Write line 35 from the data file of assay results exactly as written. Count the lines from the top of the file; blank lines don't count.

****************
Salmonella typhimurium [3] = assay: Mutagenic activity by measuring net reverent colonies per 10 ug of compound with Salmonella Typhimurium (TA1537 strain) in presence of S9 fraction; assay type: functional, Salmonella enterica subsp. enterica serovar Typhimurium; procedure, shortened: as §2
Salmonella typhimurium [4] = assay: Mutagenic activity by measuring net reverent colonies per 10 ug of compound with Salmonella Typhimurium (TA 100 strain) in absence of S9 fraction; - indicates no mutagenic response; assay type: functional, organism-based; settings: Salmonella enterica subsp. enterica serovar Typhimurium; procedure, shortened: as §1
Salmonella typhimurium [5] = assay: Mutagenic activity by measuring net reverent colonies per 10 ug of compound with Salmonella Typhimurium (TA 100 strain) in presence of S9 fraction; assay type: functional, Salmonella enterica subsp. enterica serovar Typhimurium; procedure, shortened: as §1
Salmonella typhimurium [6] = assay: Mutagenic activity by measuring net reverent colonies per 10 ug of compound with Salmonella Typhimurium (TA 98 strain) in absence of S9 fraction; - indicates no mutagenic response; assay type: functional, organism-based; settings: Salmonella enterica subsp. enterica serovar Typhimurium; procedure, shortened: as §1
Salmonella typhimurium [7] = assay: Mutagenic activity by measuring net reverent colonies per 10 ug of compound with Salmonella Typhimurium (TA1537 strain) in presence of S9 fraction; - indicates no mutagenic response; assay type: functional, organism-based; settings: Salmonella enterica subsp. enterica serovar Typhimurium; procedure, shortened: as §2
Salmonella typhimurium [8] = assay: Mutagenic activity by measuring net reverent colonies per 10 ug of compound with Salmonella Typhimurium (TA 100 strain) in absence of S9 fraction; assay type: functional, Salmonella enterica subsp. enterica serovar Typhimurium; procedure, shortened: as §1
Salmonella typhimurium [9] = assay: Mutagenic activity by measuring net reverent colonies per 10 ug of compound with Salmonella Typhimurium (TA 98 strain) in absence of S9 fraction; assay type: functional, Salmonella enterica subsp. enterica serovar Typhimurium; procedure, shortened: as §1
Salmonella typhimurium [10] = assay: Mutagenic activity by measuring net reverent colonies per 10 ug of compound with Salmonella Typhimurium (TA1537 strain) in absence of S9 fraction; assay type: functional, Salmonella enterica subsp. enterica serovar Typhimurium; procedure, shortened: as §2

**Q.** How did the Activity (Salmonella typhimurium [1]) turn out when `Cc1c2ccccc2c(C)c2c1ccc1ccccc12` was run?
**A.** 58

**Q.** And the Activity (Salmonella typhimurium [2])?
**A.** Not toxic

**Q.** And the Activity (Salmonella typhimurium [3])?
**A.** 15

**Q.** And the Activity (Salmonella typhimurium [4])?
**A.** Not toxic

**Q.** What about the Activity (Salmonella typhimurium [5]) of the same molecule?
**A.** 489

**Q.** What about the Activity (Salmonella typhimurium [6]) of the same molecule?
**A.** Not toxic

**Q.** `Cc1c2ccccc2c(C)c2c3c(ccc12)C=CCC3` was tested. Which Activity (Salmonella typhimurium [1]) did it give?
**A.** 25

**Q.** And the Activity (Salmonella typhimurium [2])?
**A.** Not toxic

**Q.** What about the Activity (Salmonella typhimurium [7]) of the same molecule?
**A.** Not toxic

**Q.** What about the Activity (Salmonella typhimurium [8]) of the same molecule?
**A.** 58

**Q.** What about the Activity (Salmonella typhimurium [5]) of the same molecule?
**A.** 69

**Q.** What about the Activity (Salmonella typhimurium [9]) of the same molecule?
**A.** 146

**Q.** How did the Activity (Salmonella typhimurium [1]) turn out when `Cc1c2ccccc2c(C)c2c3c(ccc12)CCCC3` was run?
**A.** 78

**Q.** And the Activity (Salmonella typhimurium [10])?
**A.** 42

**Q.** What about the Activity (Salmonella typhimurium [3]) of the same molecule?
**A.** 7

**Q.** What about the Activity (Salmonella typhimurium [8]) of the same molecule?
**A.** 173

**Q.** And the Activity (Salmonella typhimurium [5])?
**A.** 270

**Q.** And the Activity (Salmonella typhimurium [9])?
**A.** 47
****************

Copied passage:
**Q.** And the Activity (Salmonella typhimurium [10])?